Learning to minimize ignorance but not to aim achievement!
Thank you for your spending time to reply my post. It was close to it, Ronnie. It was about the IP address mistakenly set on the TFTP server. When setting the static IP address on the domain controller server ( on which WDS was installed) virtual machine, I did not check it against the used IP addresses. My physical machine also had the same IP address as that of this domain controller server virtual machine. These two machines (virtual and physical) had the same IP addresses, silly me. Consequently the DHCP kept wondering which IP address was actually assigned to TFTP server before directing PXE boot client to the right TFFP server. Mainly the issue was resolved.
Next time, I try to replicate the same silly scenario (both physical and virtual machine with the same IP address) and ping to itself to see if anything interesting comes up, given that both machines still had the access to the Internet at the time of error occurrence.
For learning purpose, I found the screenshot (see below) for those who learn by visual aid and experiments, including me, and might run into all sorts of problem with WDS. it may serve as a road-map (a starting point) to figure out solution or to rule out false assumption and to pinpoint the true cause of the problem. It is better to understand logic/process by pictorial presentation with clear explanation to each of the components involved and to how one interacts with one another in sequential order. Microsoft notoriously came up with an abundant pool of headache terminology and often give learners much of difficulties and unnecessary challenges. One who is well familiar with Microsoft technical terms either has worked in the related field for years or must have gigabyte-sized memory chip planted in his/her brain to memorize a great amount of Microsoft terminology and its abbreviation.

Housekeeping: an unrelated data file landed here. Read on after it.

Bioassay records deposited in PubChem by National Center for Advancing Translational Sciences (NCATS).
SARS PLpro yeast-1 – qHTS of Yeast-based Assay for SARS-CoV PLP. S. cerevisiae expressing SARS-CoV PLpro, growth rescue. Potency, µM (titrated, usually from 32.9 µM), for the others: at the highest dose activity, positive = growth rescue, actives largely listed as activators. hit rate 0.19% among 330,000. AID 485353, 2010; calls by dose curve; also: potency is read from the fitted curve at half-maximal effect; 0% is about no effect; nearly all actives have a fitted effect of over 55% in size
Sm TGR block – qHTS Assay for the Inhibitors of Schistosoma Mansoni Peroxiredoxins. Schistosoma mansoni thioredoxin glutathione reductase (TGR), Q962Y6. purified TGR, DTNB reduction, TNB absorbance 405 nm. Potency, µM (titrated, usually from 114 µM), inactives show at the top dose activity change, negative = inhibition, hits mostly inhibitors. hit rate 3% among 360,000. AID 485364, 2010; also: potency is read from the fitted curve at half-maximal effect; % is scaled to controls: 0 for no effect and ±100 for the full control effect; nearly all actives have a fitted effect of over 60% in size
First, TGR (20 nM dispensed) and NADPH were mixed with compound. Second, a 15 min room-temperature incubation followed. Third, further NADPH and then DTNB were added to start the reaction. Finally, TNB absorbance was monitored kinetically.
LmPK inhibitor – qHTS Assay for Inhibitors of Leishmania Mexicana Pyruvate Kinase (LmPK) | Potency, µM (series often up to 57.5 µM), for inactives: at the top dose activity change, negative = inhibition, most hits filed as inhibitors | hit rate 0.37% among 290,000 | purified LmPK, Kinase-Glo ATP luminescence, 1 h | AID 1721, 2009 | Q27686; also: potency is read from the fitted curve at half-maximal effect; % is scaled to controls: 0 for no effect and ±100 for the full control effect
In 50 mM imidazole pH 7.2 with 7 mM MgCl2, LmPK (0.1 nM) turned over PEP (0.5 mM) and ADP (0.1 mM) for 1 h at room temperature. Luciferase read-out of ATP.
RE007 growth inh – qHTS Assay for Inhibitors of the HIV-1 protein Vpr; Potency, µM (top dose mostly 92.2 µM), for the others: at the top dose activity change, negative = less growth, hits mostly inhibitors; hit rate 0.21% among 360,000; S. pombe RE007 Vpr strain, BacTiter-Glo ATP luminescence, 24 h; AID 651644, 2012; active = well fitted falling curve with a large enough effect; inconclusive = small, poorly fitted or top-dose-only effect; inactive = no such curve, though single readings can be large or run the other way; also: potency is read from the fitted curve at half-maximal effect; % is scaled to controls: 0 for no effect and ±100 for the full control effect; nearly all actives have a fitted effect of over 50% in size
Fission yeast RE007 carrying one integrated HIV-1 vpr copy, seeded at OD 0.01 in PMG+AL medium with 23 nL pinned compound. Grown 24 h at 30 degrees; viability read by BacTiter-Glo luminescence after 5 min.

Of course, it is still valuable to have a backup from MCSE certified professionals as a guide to assisting learners to have a clear mental image of how a particular service work and its related components within Microsoft OS)
I followed the episode presented on the WDS /capture image with SYSPREP and encountered the error below. I read the another post regarding WDS and PXE boot and had no clue to try out on this case. Please advise. Thank you
Below is DHCP configuration screenshot. For lab environment, placement of WDS in the domain controller server is for easy follow-up, given that it is not a good practice (for security reason) in production or real world scenario.